Posted by: Sappho | March 5, 2008 9:59 AM

For the marble shopper--try finding marble at a salvage store. One of those places that sells parts claimed from old homes that are being torn down or remodelled. I don't know if there's one in the DC area, but can't imagine there wouldn't be. I found a lovely 2ft by 3ft piece that used to be a counter top at a salvage store in Kansas City a couple of years ago. It works wonderfully and cost only $35.

Posted by: rmh | March 5, 2008 3:10 PM

So I'm a few days if not a week behind in reading the blog. I was actually up in DC for two weeks and was so slammed I didn't have much time to sit here. Anyway, funny you talk about Tilapia yesterday. I love that fish. Probably one of my faves.

So last night (hadn't even read the blog), I made this super good spicy tilapia made with garlic, crushed red pepper, black pepper, cherry tomatoes and kalamata olives (oh yeah and parsley) Can you imagine it! It was to die for... Here's a link to a different version of it I cooked a few months ago...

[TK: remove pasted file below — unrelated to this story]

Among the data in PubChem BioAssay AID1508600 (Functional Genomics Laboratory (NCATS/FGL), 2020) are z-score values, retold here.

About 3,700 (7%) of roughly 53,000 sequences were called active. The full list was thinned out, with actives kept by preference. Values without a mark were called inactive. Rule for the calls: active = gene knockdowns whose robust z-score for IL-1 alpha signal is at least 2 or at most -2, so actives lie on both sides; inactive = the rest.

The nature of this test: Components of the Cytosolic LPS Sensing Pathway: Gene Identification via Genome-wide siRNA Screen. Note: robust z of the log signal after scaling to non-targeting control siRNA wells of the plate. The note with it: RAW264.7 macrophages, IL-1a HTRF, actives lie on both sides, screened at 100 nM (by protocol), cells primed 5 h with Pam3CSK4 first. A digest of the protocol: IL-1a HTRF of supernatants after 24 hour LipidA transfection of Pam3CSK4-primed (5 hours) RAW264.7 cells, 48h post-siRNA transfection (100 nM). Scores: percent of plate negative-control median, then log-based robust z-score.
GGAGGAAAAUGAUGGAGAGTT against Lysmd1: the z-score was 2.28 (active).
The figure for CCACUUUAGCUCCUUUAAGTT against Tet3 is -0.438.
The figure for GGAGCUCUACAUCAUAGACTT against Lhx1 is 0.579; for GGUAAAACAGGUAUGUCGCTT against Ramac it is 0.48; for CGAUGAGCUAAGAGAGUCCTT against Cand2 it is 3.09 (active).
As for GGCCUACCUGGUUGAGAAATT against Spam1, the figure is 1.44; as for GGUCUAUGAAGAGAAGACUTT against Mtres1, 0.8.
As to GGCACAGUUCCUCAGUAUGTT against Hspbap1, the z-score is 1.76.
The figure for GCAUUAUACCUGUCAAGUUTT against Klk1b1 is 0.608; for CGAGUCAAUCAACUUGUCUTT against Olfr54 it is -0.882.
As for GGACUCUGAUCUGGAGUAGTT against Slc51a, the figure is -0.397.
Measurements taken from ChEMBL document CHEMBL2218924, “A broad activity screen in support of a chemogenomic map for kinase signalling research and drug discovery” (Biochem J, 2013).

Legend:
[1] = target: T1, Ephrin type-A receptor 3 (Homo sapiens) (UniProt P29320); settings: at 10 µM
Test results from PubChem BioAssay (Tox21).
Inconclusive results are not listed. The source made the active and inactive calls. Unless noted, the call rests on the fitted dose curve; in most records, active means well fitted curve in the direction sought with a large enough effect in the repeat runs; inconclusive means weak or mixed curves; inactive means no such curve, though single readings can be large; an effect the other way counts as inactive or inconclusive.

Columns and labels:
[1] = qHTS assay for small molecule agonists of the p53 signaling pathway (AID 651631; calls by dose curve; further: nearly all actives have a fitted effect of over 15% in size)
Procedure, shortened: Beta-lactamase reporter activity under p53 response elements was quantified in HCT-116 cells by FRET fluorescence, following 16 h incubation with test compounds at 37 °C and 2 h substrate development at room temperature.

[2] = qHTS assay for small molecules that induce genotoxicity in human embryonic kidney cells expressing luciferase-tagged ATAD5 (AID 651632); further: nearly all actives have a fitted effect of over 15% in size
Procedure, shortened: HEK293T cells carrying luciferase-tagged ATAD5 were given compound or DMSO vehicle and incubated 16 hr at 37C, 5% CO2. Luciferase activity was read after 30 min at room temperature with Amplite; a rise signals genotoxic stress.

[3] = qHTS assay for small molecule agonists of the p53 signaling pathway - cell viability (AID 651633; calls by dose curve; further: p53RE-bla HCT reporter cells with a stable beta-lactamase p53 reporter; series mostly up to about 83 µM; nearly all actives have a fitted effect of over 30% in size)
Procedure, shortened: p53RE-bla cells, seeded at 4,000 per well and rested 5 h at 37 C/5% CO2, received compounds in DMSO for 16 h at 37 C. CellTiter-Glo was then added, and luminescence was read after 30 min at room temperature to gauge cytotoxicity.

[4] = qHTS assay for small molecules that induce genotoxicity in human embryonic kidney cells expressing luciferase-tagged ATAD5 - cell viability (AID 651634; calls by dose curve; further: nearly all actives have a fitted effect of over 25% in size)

Happy Anniversary and enjoy thoroughly!!!!

Posted by: Flanboyant Eats | March 6, 2008 10:08 AM

No need to be appalled, Steve. Three young men, including my son, are leasing the building from the owner. The restaurant had been closed for years, and it took a total gutting and much hauling away of excess jungle to get it suitable for a reopening.

The three are working 7 days a week to provide a few hours of fantastic dining 5 nights a week. The reception from the locals has been wonderful for them.

I think the island has nothing to fear from them. They are very hopeful that it won't turn into another St. Thomas.

Posted by: LaCampesinaMom | March 8, 2008 1:27 PM

Congratulations Kim on your 1st anniversary. I have enjoyed your blog, and have learned so much. Did you and Mr. MA stop by Key West and see your brothers?

Posted by: RobinDuke | March 17, 2008 3:31 PM